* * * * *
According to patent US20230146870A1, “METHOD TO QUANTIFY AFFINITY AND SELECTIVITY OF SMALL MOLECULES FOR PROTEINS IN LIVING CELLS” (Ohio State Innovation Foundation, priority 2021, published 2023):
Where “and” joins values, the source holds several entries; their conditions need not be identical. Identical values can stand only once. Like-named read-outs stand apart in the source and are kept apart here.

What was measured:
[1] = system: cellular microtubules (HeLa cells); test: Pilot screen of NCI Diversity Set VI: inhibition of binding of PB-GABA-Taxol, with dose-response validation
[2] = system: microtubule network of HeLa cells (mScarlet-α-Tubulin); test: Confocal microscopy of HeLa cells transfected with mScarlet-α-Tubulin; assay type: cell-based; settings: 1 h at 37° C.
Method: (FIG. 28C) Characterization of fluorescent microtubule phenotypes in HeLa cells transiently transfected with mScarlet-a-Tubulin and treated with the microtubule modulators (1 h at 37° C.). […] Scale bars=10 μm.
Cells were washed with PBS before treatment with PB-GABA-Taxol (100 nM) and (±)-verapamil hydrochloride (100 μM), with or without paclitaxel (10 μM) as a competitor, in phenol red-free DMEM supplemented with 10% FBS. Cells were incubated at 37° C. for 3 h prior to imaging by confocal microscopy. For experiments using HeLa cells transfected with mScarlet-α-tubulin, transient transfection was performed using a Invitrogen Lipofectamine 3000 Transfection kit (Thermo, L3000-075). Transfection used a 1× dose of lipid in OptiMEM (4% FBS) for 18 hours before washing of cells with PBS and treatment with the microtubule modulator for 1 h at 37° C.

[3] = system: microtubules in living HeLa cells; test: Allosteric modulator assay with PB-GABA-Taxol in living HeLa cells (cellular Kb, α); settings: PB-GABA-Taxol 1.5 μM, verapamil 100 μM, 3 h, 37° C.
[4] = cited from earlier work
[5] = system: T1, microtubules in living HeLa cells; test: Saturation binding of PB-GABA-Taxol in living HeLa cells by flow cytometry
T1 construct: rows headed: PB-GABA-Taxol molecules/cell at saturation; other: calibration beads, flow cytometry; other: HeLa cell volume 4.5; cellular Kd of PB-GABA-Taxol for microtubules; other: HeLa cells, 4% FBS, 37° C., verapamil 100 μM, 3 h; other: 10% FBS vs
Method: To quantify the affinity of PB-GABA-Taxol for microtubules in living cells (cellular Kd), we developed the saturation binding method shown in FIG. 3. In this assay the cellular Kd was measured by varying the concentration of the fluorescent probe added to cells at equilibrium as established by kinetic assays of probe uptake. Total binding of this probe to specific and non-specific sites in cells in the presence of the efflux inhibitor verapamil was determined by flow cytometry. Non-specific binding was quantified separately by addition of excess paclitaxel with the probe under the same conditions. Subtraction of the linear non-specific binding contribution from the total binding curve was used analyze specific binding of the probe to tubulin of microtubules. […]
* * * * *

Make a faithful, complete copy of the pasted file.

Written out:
According to patent US20230146870A1, “METHOD TO QUANTIFY AFFINITY AND SELECTIVITY OF SMALL MOLECULES FOR PROTEINS IN LIVING CELLS” (Ohio State Innovation Foundation, priority 2021, published 2023):
Where “and” joins values, the source holds several entries; their conditions need not be identical. Identical values can stand only once. Like-named read-outs stand apart in the source and are kept apart here.

What was measured:
[1] = system: cellular microtubules (HeLa cells); test: Pilot screen of NCI Diversity Set VI: inhibition of binding of PB-GABA-Taxol, with dose-response validation
[2] = system: microtubule network of HeLa cells (mScarlet-α-Tubulin); test: Confocal microscopy of HeLa cells transfected with mScarlet-α-Tubulin; assay type: cell-based; settings: 1 h at 37° C.
Method: (FIG. 28C) Characterization of fluorescent microtubule phenotypes in HeLa cells transiently transfected with mScarlet-a-Tubulin and treated with the microtubule modulators (1 h at 37° C.). […] Scale bars=10 μm.
Cells were washed with PBS before treatment with PB-GABA-Taxol (100 nM) and (±)-verapamil hydrochloride (100 μM), with or without paclitaxel (10 μM) as a competitor, in phenol red-free DMEM supplemented with 10% FBS. Cells were incubated at 37° C. for 3 h prior to imaging by confocal microscopy. For experiments using HeLa cells transfected with mScarlet-α-tubulin, transient transfection was performed using a Invitrogen Lipofectamine 3000 Transfection kit (Thermo, L3000-075). Transfection used a 1× dose of lipid in OptiMEM (4% FBS) for 18 hours before washing of cells with PBS and treatment with the microtubule modulator for 1 h at 37° C.

[3] = system: microtubules in living HeLa cells; test: Allosteric modulator assay with PB-GABA-Taxol in living HeLa cells (cellular Kb, α); settings: PB-GABA-Taxol 1.5 μM, verapamil 100 μM, 3 h, 37° C.
[4] = cited from earlier work
[5] = system: T1, microtubules in living HeLa cells; test: Saturation binding of PB-GABA-Taxol in living HeLa cells by flow cytometry
T1 construct: rows headed: PB-GABA-Taxol molecules/cell at saturation; other: calibration beads, flow cytometry; other: HeLa cell volume 4.5; cellular Kd of PB-GABA-Taxol for microtubules; other: HeLa cells, 4% FBS, 37° C., verapamil 100 μM, 3 h; other: 10% FBS vs
Method: To quantify the affinity of PB-GABA-Taxol for microtubules in living cells (cellular Kd), we developed the saturation binding method shown in FIG. 3. In this assay the cellular Kd was measured by varying the concentration of the fluorescent probe added to cells at equilibrium as established by kinetic assays of probe uptake. Total binding of this probe to specific and non-specific sites in cells in the presence of the efflux inhibitor verapamil was determined by flow cytometry. Non-specific binding was quantified separately by addition of excess paclitaxel with the probe under the same conditions. Subtraction of the linear non-specific binding contribution from the total binding curve was used analyze specific binding of the probe to tubulin of microtubules. […]